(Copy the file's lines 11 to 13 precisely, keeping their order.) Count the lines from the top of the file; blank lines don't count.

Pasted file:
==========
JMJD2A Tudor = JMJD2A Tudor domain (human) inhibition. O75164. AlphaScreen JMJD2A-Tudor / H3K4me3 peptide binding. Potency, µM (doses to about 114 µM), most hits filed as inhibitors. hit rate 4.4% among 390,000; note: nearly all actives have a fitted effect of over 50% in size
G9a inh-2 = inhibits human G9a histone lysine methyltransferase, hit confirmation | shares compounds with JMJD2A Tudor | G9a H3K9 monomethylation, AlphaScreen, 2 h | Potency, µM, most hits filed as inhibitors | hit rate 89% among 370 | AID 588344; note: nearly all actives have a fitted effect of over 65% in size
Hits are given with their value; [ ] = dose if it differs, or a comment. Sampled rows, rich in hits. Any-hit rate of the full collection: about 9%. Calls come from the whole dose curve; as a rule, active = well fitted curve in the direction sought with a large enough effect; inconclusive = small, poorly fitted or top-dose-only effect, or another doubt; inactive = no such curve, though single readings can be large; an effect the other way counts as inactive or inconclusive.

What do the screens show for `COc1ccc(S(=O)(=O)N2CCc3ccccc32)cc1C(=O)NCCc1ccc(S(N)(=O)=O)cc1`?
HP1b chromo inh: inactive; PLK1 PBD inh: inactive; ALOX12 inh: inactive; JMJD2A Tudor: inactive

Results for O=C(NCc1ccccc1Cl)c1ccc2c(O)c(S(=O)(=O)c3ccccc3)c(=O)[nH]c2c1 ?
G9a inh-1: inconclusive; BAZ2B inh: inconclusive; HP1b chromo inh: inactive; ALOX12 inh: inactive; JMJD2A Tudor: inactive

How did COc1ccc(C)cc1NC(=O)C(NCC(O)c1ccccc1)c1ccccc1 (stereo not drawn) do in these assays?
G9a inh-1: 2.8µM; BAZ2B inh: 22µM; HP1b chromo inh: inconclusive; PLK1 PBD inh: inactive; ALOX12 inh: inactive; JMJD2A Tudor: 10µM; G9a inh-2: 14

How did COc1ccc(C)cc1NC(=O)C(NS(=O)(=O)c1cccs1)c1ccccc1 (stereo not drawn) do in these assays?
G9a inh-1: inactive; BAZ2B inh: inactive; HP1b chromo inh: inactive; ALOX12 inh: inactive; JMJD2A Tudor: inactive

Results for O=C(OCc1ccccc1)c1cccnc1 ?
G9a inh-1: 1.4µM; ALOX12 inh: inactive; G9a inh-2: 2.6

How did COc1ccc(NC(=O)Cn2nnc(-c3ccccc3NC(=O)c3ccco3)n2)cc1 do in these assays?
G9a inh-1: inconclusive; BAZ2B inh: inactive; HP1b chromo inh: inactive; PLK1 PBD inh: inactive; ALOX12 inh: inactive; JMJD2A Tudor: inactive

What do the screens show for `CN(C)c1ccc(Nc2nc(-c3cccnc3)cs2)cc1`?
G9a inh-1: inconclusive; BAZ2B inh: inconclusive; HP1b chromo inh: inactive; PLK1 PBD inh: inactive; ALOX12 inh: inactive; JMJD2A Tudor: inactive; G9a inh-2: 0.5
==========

G9a inh-1: inactive; BAZ2B inh: inactive; HP1b chromo inh: inactive; ALOX12 inh: inactive; JMJD2A Tudor: inactive

Results for O=C(OCc1ccccc1)c1cccnc1 ?
G9a inh-1: 1.4µM; ALOX12 inh: inactive; G9a inh-2: 2.6